Cases of depression and suicide on the rise in Thailand

A mental health doctor announced recently that Thais are experiencing depression and committing suicide in increasing numbers.

Dr. Somrak Chuwanichawong, of Bangkok’s Srithanya Hospital, a psychiatric facility, recently presented her research on depression, suicide and public health in Thailand. She noted that there have already been two suicide epidemics in the country — the first was during the “Tom Yum Kung crisis,” the financial crisis in Asia in 2000, and the other in the early days of the  AIDS epidemic in the early 90s.

In times of non-crisis in the country, the suicide rate has remained low and steady — until recently.

The country seems to be experiencing its third suicide epidemic, according to Dr. Somrak. However, this time the cases are not linked to a world event but, rather, to personal depression, reported Daily News.

She also noted that the highest suicide rate was in the country’s North. She thought that it may be related to the Northern traits of holding on to stress and not sharing problems with others.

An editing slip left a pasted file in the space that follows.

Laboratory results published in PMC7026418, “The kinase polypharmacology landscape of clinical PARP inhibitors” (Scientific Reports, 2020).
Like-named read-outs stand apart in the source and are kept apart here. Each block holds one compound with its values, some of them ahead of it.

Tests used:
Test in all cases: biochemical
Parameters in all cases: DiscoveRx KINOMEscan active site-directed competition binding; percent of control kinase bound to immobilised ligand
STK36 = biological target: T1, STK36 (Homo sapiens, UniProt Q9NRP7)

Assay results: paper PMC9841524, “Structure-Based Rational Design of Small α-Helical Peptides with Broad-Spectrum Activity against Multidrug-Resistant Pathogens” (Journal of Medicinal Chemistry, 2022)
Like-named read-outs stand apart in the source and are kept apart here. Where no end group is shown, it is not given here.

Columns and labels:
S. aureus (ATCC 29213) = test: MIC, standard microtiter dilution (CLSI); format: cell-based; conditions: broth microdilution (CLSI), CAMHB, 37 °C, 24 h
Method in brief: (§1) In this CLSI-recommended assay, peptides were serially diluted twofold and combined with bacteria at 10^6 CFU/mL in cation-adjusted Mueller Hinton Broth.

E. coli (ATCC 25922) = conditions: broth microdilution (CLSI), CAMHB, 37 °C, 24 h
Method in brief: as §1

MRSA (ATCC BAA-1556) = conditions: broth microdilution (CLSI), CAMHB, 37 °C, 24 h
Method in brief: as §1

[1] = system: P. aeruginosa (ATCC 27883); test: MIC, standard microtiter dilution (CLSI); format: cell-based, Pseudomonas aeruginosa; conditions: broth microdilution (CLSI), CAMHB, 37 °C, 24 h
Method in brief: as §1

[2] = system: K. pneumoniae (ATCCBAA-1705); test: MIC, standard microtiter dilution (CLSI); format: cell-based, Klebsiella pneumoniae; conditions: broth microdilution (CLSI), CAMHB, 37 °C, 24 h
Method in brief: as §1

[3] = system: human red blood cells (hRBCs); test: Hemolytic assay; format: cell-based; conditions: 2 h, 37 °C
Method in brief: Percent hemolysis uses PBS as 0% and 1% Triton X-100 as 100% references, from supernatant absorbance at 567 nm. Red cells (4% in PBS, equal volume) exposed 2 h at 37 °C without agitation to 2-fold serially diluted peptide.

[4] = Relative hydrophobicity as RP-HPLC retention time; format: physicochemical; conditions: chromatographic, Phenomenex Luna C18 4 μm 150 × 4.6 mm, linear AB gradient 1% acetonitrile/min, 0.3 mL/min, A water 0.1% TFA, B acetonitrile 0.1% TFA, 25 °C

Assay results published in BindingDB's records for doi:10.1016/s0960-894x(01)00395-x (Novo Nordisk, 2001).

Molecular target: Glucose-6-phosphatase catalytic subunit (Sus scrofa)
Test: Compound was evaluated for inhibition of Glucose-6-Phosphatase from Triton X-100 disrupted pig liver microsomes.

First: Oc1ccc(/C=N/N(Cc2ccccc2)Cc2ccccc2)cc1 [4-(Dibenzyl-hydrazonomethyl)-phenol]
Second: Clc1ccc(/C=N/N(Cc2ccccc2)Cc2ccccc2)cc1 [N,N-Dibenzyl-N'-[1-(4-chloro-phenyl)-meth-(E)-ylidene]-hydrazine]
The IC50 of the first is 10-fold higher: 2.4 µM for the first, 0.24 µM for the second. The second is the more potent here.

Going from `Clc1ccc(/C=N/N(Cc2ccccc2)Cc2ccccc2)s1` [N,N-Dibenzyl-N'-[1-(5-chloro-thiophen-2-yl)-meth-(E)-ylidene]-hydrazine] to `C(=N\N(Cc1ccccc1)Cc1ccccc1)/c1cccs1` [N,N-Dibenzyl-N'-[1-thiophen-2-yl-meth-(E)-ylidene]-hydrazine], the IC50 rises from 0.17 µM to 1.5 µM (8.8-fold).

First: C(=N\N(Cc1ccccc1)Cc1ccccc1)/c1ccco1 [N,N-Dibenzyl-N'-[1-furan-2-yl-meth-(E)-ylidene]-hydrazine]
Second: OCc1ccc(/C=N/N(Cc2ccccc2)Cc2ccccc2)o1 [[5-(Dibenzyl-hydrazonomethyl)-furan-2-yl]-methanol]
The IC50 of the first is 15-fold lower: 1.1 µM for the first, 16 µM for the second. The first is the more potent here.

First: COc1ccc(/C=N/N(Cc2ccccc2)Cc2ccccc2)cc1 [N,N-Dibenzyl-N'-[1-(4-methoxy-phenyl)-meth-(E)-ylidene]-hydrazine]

The doctor said that the Central and Northeastern regions have not experienced a spike in cases and that their are the fewest reported cases in the South. She noted that, in Central Thailand and Isaan, money issues are the biggest reasons for stress and depression. That might be because the area is generally poor though poverty is an issue all over the country.

She said that depression can have many causes, but when combined with mental imbalances, can lead to suicide when left untreated.  

In Thailand, there is only one licensed psychiatrist for every 250,000 people.  The public health target is to have one psychiatrist for every 100,000 people.

In Thai culture, it’s not common to seek therapy unless the symptoms of mental illness are apparent. Conservative Thais generally have a bad perception of people who go to therapy.

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